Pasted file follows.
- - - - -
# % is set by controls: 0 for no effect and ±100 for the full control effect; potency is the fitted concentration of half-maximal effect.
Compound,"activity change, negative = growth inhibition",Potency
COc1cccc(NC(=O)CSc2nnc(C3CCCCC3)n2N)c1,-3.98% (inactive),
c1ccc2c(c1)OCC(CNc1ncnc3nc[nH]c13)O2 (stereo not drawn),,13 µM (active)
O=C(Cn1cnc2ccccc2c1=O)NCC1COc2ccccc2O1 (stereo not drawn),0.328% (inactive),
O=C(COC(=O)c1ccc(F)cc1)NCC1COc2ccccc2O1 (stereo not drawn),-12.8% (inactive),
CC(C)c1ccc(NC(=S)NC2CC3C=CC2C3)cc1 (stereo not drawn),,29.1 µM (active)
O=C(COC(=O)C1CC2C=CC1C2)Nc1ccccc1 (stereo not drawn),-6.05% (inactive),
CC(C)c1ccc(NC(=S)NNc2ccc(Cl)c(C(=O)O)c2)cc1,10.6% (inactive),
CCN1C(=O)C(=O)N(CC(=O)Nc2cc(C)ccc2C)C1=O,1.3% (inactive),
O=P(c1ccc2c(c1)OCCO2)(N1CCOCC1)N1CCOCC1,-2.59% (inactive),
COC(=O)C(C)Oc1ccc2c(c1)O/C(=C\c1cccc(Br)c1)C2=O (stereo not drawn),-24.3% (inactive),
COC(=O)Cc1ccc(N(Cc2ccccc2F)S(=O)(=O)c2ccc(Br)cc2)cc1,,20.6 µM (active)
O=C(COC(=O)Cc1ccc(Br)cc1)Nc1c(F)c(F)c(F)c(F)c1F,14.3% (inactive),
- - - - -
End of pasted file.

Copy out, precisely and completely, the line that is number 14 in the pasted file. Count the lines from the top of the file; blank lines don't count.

O=C(COC(=O)Cc1ccc(Br)cc1)Nc1c(F)c(F)c(F)c(F)c1F,14.3% (inactive),